Sarah Burke

On Thursday, January 12th, the world of Freestyle skiing was changed forever when its icon, Sarah Burke died at the young age of 29 in the hospital in Salt Lake City, Utah after sustaining serious injuries in a skiing accident on Tuesday, Jan. 10.  The tragedy occured during a training run in the superpipe at a personal sponsor event at the Park City Mountain resort.   As the result of a fall after completing a jump, she suffered a ruptured vertebral artery, one of the four major arteries supplying blood to the brain. This caused her to go into cardiac arrest. 

She was rushed to hospital where she was put on life support and therapeutic hypothermia was initiated to protect her brain.  She underwent surgery to repair the torn artery on Wednesday, January 11th and was in a medically induced coma until she died the following day.  Sarah had sustained irreversible brain damage which resulted in her heart stopping.  She died surrounded by her loved ones.  She leaves behind her husband and fellow skier, Rory Bushfield. 

At her request, Sarah’s organs and tissues were donated to save the lives of others.  Canada’s women’s soccer team observed a moment of silence for Sarah before they played Haiti in an Olympic qualifying match in Vancouver on Thursday night.

I watched the news and was touched when I saw a clip of Sarah’s wedding to Rory.  She was radiant.  The pair looked so happy.  They were young and in love and they believed that they had a wonderful future ahead of them.  One tragic fall changed everything.  Dreams were shattered and a family has suffered a great loss.  And those who knew Sarah will miss her terribly.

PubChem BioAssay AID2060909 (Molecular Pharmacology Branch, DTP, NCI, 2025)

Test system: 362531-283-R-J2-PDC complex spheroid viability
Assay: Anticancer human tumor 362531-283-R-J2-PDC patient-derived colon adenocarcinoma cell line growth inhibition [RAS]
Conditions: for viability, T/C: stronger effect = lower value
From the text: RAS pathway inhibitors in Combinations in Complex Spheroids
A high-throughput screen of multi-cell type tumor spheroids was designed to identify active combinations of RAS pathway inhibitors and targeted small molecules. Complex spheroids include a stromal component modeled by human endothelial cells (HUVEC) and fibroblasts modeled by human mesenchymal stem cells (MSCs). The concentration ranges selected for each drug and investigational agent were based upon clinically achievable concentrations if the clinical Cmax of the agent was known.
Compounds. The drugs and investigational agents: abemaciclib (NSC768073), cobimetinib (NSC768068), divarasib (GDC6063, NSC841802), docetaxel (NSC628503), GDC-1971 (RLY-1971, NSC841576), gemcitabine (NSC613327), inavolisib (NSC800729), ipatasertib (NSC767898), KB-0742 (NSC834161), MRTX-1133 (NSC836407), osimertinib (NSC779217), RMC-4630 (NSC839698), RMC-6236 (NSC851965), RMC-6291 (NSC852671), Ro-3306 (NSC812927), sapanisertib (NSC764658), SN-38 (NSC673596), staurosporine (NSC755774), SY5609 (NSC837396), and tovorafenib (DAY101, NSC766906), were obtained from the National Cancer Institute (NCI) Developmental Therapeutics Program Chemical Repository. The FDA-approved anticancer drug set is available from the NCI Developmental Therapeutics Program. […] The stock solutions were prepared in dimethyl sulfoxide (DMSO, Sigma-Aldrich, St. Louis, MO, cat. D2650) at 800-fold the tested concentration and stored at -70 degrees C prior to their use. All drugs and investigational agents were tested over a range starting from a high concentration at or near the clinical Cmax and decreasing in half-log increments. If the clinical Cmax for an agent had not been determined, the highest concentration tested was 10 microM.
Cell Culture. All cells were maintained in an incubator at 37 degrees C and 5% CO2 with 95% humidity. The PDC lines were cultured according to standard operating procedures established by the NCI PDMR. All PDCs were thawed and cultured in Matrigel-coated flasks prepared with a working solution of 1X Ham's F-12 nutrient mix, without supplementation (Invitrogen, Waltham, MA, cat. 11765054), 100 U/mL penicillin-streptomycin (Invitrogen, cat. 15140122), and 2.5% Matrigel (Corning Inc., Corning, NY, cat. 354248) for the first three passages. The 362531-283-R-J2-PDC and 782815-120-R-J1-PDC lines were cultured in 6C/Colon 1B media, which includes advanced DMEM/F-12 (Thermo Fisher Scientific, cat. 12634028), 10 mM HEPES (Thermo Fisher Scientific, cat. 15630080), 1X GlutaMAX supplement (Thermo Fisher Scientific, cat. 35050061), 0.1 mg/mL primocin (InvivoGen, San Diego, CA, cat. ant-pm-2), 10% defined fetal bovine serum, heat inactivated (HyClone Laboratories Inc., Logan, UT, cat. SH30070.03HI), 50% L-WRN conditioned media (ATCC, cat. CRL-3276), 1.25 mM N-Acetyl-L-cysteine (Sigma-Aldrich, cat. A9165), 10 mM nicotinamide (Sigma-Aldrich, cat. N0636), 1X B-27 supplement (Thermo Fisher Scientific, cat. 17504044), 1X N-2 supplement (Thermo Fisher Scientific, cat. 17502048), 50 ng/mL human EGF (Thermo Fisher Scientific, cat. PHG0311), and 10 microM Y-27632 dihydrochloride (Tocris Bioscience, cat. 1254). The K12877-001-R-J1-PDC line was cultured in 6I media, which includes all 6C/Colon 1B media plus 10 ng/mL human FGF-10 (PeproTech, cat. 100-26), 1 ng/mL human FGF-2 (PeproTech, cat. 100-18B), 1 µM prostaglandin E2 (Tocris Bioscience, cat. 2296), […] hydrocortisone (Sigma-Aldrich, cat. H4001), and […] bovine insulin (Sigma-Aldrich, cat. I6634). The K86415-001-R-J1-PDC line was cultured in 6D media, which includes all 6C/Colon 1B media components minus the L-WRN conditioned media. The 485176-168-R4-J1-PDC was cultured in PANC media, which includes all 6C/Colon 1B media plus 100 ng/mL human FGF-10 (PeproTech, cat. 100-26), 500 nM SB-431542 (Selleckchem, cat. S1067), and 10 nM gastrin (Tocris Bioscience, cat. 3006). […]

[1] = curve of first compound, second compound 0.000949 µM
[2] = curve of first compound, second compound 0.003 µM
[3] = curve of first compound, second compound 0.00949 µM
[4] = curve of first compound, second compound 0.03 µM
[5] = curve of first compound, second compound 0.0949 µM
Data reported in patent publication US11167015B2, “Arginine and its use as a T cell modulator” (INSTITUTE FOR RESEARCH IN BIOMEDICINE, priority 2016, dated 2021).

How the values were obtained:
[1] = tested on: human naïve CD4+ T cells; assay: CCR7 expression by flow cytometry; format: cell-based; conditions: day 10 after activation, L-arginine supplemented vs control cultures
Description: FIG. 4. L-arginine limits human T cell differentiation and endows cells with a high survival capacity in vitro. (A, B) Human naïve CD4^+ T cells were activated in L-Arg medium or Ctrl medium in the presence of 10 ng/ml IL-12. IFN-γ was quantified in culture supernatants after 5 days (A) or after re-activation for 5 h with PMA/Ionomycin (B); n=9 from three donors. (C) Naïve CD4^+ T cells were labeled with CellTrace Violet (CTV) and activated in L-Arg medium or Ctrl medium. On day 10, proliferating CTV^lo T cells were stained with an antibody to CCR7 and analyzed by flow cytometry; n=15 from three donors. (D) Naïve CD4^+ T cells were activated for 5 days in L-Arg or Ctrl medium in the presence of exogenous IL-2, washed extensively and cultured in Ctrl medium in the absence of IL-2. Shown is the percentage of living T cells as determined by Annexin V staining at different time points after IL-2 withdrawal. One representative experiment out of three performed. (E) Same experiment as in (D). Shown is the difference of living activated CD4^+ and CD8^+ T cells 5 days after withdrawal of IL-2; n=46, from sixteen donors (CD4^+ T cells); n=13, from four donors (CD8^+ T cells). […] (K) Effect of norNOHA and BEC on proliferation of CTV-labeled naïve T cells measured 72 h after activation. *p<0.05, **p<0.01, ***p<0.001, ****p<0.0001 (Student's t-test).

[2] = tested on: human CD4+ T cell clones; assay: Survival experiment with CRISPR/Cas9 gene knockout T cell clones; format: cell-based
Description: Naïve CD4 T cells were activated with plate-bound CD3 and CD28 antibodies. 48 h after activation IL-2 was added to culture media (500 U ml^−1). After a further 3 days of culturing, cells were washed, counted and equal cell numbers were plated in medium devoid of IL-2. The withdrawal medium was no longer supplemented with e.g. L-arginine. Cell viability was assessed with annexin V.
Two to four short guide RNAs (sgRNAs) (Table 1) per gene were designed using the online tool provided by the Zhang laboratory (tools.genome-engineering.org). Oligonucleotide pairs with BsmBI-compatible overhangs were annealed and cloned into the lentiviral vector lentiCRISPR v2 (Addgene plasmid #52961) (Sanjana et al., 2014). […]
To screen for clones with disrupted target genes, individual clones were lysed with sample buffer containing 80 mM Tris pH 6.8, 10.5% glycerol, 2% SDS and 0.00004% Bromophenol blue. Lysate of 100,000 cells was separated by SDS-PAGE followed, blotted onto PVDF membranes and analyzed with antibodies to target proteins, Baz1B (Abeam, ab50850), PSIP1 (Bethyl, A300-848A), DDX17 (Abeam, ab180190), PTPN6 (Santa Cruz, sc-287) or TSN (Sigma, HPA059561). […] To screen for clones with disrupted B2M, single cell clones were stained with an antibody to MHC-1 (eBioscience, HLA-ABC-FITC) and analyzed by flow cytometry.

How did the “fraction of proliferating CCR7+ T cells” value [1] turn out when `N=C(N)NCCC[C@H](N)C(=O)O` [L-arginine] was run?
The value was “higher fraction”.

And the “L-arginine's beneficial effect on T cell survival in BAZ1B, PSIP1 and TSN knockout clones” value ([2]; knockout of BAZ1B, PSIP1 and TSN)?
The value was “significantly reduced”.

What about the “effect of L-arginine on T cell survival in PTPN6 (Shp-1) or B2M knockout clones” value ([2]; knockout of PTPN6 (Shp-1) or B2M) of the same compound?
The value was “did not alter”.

Alpine Canada president Max Gartner issued the following statement on Thursday:  “We are very saddened to learn of Sarah’s passing. On behalf of Alpine Canada, I’d like to extend our sincere sympathies to the family and friends of Sarah and to the freestyle community. The loss of such a great athlete is a tragedy for the entire ski and sport community.”

Sarah was a pioneer of the superpipe event. She was a four-time Winter X Games gold medalist, and won the world championship in the halfpipe in 2005.  She successfully lobbied the International Olympic Committee (IOC) to have the event added to the Olympic program for the 2014 Winter Olympics. She was considered a medal favourite in the event.

Sarah was also a four-time Winter X Games gold medalist in freestyle skiing.  She was the first woman ever to land a jump with 1080-degree rotation in competition.  She won ESPN’s 2001 Award for female skier of the year and was voted 2007’s Best Female Action Sports Athlete at the ESPY awards.

Notes to Women salutes and mourns this remarkable young woman and pioneer of her generation who fought fiercely for the sport she loved and believed in.   She will be remembered at the first ever superpipe event at the 2014 Winter Olympics.  Our thoughts and our prayers are with her husband, Rory, her parents, Jan and Gordon and her sister, Anna. 

A website for donations was set up by Sarah’s agent Michael Spencer, who set a fundraising goal of $550,000 for medical costs and “related expenses.” Thankfully, the family will not have to worry about the financial costs related to Sarah’s care due to the donations that have been pouring in.  In a statement issued through the Canadian Freestyle Ski Association, further contributions will be used to establish a foundation to “honor Sarah’s legacy and promote the ideals she valued and embodied.” If you would like to make donations in Sarah’s name, you may do so at

If you have memories or messages you would like to share, you may do so at



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